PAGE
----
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Title: Ambulatory gynaecology : guidelines and economic analysis
Author: Cooper, Natalie Ann MacKinnon
ISNI:       0000 0004 2741 6241
Awarding Body: University of Birmingham
Current Institution: University of Birmingham
Date of Award: 2013
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The aim of this thesis was to investigate the role of outpatient hysteroscopy in modern gynaecological care by conducting a series of systematic reviews and meta-analyses to examine how the procedure can be optimised to reduce pain and by performing a cost effectiveness analysis. The systematic reviews concluded that women undergoing outpatient hysteroscopy should take simple analgesia beforehand and that the hysteroscopist should adopt a vaginoscopic approach using a small diameter, rigid hysteroscope and normal saline as the distension medium. If dilatation of the cervix is required this should be done under a paracervical block. These findings were incorporated into a clinical guideline and the quality of the evidence that the reviews provided was assessed using the SIGN and GRADE methods. A comparison of the assessments found that they gave varying estimates of the quality of evidence and that neither offered a perfect solution to the assessment of evidence quality when writing clinical guidance. The economic analysis found that initial testing with outpatient hysteroscopy was the most cost-effective testing strategy for investigation of heavy menstrual bleeding when compared to other diagnostic tests, regardless of a woman’s wish for future fertility or prior treatment with a levonorgestrel intrauterine system.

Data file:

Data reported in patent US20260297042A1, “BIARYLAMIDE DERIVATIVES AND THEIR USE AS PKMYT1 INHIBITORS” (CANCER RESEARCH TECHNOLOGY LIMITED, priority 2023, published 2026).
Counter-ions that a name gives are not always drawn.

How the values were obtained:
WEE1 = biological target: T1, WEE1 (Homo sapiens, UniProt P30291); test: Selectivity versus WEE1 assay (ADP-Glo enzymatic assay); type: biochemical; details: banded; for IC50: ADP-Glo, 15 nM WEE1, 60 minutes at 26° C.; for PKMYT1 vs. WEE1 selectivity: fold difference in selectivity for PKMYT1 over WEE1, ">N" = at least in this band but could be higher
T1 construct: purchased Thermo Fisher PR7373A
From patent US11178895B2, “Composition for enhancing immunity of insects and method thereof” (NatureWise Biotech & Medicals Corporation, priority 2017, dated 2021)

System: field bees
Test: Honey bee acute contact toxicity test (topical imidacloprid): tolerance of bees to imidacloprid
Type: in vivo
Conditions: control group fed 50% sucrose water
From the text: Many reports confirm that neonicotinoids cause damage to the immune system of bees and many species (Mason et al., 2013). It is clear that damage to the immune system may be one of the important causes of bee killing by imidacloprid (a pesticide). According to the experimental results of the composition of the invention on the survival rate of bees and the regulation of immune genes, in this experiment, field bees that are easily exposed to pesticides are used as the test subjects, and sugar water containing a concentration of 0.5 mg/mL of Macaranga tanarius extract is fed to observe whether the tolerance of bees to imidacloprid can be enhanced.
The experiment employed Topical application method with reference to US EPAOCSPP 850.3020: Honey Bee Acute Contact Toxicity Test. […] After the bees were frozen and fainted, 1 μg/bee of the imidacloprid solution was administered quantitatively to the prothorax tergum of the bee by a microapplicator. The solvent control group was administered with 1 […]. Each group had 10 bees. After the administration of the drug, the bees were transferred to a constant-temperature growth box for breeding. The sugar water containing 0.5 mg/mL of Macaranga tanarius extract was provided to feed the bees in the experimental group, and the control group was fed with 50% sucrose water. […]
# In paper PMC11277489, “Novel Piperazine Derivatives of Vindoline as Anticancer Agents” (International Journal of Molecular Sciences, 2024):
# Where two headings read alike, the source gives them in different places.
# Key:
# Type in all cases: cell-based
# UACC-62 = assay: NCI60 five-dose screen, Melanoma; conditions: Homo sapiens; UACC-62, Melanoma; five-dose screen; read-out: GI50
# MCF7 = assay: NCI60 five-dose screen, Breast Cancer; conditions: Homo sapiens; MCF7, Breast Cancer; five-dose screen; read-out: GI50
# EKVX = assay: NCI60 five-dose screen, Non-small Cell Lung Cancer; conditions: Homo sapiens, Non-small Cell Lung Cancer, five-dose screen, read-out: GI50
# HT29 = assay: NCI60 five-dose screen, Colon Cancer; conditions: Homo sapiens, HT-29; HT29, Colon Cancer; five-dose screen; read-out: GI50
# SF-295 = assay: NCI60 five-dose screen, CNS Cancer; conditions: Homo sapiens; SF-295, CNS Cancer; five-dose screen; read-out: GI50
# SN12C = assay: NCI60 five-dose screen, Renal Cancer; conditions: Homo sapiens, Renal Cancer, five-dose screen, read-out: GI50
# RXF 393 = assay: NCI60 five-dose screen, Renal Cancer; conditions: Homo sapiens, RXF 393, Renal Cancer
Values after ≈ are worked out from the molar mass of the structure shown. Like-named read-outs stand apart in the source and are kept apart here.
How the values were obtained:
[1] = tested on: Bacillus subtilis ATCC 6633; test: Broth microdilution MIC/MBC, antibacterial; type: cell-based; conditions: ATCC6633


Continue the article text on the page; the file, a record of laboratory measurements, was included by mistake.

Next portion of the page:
Supervisor: Not available Sponsor: Not available
Qualification Name: Thesis (Ph.D.) Qualification Level: Doctoral
EThOS ID:  DOI: Not available
Keywords: RG Gynecology and obstetrics